So take the time to look beyond the megafauna and other species we consider to be normal, you may see something astounding. Just ask Whitehorse bird enthusiast Cameron Eckert who found and photographed an adult female Calliope Hummingbird, on Herschel Island in June of 2017, 1,800 km north of its traditional breeding range.

Doug Caldwell

Doug Caldwell

Wildlife Interpreter

Doug is one of the Interpretive Wildlife Guides here at the Preserve. An avid angler and hunter he has a broad knowledge of Yukon’s wilderness and the creatures that live here. With a focus on the young visitors to the Preserve, Doug takes the extra time to help our guests to better appreciate the many wonders of the animal kingdom here in the Yukon.

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Wetlands Habitats – Yukon Wildlife Preserve

Wetlands Habitats – Yukon Wildlife Preserve

Wetlands Habitats – Yukon Wildlife Preserve

13 minute read – 

The Yukon Wildlife Preserve features eleven iconic northern animal species, but if you look closely at each of the three primary habitats on the Preserve you’ll see many more species than “only” eleven. The three primary habitats include: grasslands, wetlands and mountain slopes. Each of these habitat types support animal and plant species that have evolved together over millions of years resulting in communities where they all make a living and contribute different values to the continuing health of their specific habitat. In this three-part series we’ll review each habitat and examine the greater community it represents, continuing with wetlands.

Wetlands are a vital part of Earth’s ecosystems and contribute a number of essential benefits for the land and all the flora and fauna that live on it. At the most basic level, wetlands act as a filtering system to produce clean healthy water for creatures and plants to consume. Wetlands are also the preferred habitat for a wide variety of creatures that range from the smallest of insects to frogs and other amphibians all the way up to include North America’s largest deer species, the Moose, which seasonally depend on the aquatic plants that grow in wetlands for a large part of their diet.

Many other species have evolved to live in wetlands for the numerous benefits they provide in terms of maintaining a reliable food source, protection against predators and wildfires. Wetlands act as a buffer between larger bodies of water and dry land, these places are often called interface zones. These areas also act to prevent flooding of the land as they buffer rising lake and river water levels and reduce dramatic erosion and physical impacts to other habitats.

Again, look beyond our majestic megafauna moose, there’s so much diversity to see in the wetland habitat. Where there’s water, there’s usually waterfowl of many types, including Trumpeter Swans, Canada Geese, Common Loons and a wide assortment of ducks who may visit with us for a few days to rest and re-energize during their migrations to and from their summer ranges each year. Some bird pairs may decide to remain and raise a family at the Preserve, so ducklings and goslings paddling behind mom is a common sight over the summer.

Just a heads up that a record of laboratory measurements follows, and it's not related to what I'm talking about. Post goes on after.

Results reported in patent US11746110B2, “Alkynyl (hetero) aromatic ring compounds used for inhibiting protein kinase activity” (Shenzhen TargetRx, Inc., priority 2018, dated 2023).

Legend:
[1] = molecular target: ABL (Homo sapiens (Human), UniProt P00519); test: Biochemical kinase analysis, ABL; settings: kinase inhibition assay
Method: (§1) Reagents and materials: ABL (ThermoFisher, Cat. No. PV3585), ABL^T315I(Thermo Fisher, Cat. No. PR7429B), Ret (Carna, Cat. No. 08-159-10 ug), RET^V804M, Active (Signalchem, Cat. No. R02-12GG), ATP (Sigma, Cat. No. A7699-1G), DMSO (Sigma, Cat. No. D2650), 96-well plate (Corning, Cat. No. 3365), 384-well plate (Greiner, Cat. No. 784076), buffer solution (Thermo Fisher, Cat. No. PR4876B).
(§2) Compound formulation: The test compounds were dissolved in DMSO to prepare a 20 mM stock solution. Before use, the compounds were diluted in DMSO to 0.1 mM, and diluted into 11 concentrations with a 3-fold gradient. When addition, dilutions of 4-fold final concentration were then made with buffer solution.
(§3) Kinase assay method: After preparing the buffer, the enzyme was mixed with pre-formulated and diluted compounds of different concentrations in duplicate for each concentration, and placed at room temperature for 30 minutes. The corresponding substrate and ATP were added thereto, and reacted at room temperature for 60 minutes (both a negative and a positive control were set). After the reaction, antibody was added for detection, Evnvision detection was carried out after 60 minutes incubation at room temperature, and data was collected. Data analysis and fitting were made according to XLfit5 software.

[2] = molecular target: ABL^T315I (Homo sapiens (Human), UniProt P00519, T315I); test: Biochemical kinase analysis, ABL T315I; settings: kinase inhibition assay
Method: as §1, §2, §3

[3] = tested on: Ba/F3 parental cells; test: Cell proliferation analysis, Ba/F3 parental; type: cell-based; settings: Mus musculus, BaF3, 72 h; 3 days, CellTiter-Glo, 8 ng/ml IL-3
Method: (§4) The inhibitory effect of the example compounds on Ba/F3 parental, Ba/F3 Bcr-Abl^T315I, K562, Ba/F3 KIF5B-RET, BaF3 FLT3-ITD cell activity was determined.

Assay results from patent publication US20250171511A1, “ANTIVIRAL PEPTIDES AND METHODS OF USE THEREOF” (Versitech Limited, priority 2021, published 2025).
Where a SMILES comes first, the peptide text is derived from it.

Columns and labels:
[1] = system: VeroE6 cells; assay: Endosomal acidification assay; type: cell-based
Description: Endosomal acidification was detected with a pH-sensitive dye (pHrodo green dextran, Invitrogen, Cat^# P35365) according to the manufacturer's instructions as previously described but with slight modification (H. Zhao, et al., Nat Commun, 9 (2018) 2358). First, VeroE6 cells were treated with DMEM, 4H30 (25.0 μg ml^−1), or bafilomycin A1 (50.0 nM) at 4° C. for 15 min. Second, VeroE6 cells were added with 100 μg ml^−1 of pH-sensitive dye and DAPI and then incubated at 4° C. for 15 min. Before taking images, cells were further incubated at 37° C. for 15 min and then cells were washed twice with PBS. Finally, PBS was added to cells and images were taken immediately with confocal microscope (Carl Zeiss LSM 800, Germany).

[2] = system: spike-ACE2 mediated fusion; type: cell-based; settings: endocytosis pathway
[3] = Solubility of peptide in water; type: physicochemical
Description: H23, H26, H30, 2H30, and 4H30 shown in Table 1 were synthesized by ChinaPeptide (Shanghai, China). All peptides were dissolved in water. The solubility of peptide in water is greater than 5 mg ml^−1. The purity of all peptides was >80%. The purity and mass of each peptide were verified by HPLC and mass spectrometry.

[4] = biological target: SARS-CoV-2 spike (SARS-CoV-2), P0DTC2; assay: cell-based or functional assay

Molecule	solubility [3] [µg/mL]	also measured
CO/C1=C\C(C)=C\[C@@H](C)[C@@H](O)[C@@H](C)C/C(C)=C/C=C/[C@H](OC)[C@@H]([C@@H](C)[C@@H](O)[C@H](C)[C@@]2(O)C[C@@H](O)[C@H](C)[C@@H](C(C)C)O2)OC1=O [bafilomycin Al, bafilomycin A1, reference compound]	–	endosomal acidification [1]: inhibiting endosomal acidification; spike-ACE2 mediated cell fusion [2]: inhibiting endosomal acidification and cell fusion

You also will see the many barn and tree swallows gathering on the wire fence taking a break before returning to their stunt flying in pursuit of flying insects. Numerous warbler and finch species and our non-migratory chickadees, red polls and sparrows are but a few you’ll have a chance to observe.  Blue birds fly over both the grassland and marsh habitats in search of food, as do small hawks like the Sharp Shinned, Sparrow Hawks, Harriers, and an occasional Screech Owl. Of course there are the varieties of gulls that spend the summer season inland and do a terrific job of keeping edible waste items in check.

The wetlands are abundant with insects and rodents making these areas diversely populated. Bald eagles often hunt ducks on the marsh and when they do, things happen very fast. The eagle will silently glide in over the fence and drop down to about a meter above the water using the air currents to avoid flapping wings and alarming any ducks in view. A successful capture is frequently announced by the rest of the duck flock quacking and taking to the air in a loud blusterous effort. Foxes and lynx also hunt the bird population in the marsh. They are often seen trotting quickly among the long grasses searching for duck nests from which they may steal an egg or hatchling to take back to hungry young kits waiting in their den. While they don’t particularly enjoy it, lynx can be accomplished swimmers and are sometimes found in the water in pursuit of ducks.

Keep a keen eye out in the marsh for muskrats that are infrequently observed swimming or grooming on a frost heave. There are no known beavers in the Preserve marsh, if you do see a large swimming creature it is probably a muskrat.

The marsh, and waters draining from it, are home to tadpoles, which become frogs, who also consume their fair share of a wide variety of insects. Examples include: water boatmen, beetles, mayflies, scuds (a small shrimp-like bug), caddis flies, blood worms, leeches and the most voluminous populace of them all – mosquitos. These insects are the beginning of the food chain which supports the many thousands of creatures in existence today, and some have been around for a very, very long time.